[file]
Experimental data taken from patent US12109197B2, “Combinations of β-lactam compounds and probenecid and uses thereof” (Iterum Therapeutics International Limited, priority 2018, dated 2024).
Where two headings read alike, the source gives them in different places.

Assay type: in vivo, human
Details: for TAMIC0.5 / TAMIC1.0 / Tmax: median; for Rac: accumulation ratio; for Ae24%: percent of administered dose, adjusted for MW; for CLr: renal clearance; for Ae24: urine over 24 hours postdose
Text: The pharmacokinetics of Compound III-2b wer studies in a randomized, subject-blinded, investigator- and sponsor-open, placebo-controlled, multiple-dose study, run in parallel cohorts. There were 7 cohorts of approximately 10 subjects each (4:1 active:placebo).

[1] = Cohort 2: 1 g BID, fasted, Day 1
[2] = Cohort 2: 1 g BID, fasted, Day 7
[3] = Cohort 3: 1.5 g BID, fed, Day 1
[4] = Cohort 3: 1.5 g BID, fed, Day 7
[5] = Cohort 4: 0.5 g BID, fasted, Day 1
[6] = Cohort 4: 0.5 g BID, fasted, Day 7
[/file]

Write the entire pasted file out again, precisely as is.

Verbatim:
Experimental data taken from patent US12109197B2, “Combinations of β-lactam compounds and probenecid and uses thereof” (Iterum Therapeutics International Limited, priority 2018, dated 2024).
Where two headings read alike, the source gives them in different places.

Assay type: in vivo, human
Details: for TAMIC0.5 / TAMIC1.0 / Tmax: median; for Rac: accumulation ratio; for Ae24%: percent of administered dose, adjusted for MW; for CLr: renal clearance; for Ae24: urine over 24 hours postdose
Text: The pharmacokinetics of Compound III-2b wer studies in a randomized, subject-blinded, investigator- and sponsor-open, placebo-controlled, multiple-dose study, run in parallel cohorts. There were 7 cohorts of approximately 10 subjects each (4:1 active:placebo).

[1] = Cohort 2: 1 g BID, fasted, Day 1
[2] = Cohort 2: 1 g BID, fasted, Day 7
[3] = Cohort 3: 1.5 g BID, fed, Day 1
[4] = Cohort 3: 1.5 g BID, fed, Day 7
[5] = Cohort 4: 0.5 g BID, fasted, Day 1
[6] = Cohort 4: 0.5 g BID, fasted, Day 7